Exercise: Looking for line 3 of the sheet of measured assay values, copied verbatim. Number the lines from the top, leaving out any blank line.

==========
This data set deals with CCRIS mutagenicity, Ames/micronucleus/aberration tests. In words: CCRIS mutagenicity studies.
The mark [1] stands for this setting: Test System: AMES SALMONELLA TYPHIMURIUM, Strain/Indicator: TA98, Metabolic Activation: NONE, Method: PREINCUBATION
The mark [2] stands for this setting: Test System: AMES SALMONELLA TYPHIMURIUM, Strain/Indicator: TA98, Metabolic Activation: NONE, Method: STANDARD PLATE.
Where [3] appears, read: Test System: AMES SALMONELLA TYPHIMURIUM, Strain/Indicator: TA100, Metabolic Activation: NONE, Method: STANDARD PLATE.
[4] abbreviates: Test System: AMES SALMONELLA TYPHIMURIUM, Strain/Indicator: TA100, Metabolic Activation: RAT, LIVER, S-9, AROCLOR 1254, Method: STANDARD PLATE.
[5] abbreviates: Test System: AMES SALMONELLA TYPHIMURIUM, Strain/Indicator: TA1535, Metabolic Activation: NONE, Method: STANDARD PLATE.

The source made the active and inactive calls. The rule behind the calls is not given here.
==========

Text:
The mark [2] stands for this setting: Test System: AMES SALMONELLA TYPHIMURIUM, Strain/Indicator: TA98, Metabolic Activation: NONE, Method: STANDARD PLATE.